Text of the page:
I moved to Clinton about two decades ago. I was 20 at the time, newly married (gasp!), and very naive. School was a stop and start venture for me, finally finishing when I was 25. Because of family responsibilities, I chose to go to the local college, Mississippi College. And when I got ready to go back for my M.B.A., again Mississippi College was the logical choice.
I was always impressed by the professors there. Dr. Cox taught me to appreciate the world of the fruit fly, while Dr. Stark introduced me to the unattractive, but fascinating, stone fly. Later, Dr. Lee unraveled the mysteries of global economics. And Dr. Roberts fanned the flames of my love for business. There were many more who touched me, not only by their knowledge and ability, but by their devotion to their jobs. I was always aware that these people made financial sacrifices to teach at this place.
When the news broke about the scandal involving Dr. Nobles, the former president of MC, these good people were embarrassed. But they held their heads high, and they endured. Excitement abounded on the campus and in the city when a new president was named. Finally, Mississippi College could come out of the shadows. And when new, shiny buildings started springing up on campus, the city of Clinton burst its buttons with pride. While the school had always been an integral part of Clinton, now it was a showpiece.
But the shadows have come back.
Mississippi College is again in the midst of a scandal. Once again, it involves the “disappearance” of a lot of money. This time, no one is suggesting criminal intent. Regardless, the money is still gone. Professors are being asked to sacrifice financially again, while taking up the slack related to budget cuts. Students are concerned about programs and scholarships. And while the entire town is buzzing, few are willing to speak on the record.
What do I see? I see a beautiful campus with a gorgeous dome, clock tower and sparkling fitness center. What do I hear? Rumors, innuendos and plain, dirty insults.
When I ask how could the college have run out of money, I get a long, rambling explanation that boils down to “I don’t know.” Supposedly, the problem is one that dates back 20 years or so. I wonder aloud why this wasn’t addressed when the scandal with Dr. Nobles broke. I get shrugs and smirks.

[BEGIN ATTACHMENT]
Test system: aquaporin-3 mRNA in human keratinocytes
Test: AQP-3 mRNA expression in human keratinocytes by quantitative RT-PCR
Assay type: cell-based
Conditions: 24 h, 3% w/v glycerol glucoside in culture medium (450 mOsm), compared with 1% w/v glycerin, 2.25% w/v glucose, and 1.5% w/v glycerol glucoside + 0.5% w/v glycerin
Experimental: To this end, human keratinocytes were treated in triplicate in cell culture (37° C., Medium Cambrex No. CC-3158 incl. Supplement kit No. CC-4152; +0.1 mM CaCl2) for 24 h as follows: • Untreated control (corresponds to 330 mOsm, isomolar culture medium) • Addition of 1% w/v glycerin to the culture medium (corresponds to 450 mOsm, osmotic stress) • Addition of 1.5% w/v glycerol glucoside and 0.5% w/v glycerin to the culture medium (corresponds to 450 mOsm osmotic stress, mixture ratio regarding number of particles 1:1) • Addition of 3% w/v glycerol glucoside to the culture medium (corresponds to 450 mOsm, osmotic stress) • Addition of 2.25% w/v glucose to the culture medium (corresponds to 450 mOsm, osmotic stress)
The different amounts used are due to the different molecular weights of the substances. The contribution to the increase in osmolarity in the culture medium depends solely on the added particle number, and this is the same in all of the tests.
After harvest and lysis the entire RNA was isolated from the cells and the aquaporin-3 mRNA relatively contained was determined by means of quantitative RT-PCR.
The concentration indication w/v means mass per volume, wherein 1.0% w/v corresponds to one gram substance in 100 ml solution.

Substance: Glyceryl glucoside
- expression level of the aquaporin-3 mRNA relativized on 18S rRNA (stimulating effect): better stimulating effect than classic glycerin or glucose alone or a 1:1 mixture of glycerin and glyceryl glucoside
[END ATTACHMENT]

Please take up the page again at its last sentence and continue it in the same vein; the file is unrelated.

When I suggest that the construction on campus may have overextended the finances, I get a lot of nods in agreement. But MC insists that these are two separate issues. I guess no one noticed the hole in the operational bucket while the building bucket was filling up.
As I talk to citizens, alumni, faculty, staff, and even students, I get the same negative impression. Maybe I haven’t heard all points of view.
Alumni who were regular contributors stopped giving some time ago. They got tired of being snubbed and ignored. Citizens have complained about the attitude of the administration. Faculty and staff are offended when the president passes them without so much as a good morning. And students joke about the perceived rift between the president and a prominent contributor.
I understand that Mississippi College is suffering a financial crisis, but I don’t think there would even be a problem if the present administration had approached the situation differently.
Maybe, just maybe, there would have been money if more attention had been paid to the alumni. Maybe, just maybe, faculty and staff would have gladly sacrificed if their needs had been met, if they had been treated fairly and respectfully, if they had been included in the process. Maybe, just maybe, students would feel reassured if they had also been included and treated as adults.
Maybe, just maybe, the citizens of Clinton wouldn’t be delighting in someone’s comeuppance if they had been treated respectfully, as well. And maybe, just maybe, the board of trustees would feel good about the situation if credit for all the changes had been shared equally.
Whew! That’s a lot of maybes.
I love Mississippi College, and I care deeply about the people who devote their lives to that school. And I know that this college and this city are forever linked. So, while I listen to the rumors, innuendos and plain, dirty insults, I hope for the shadows to pass.
Nancy Lottridge Anderson, CFA, is president of New Perspectives Inc. in Clinton, (601) 924-9828. Her e-mail address is NL2invest@aol.com and she’s online at www.newper.com.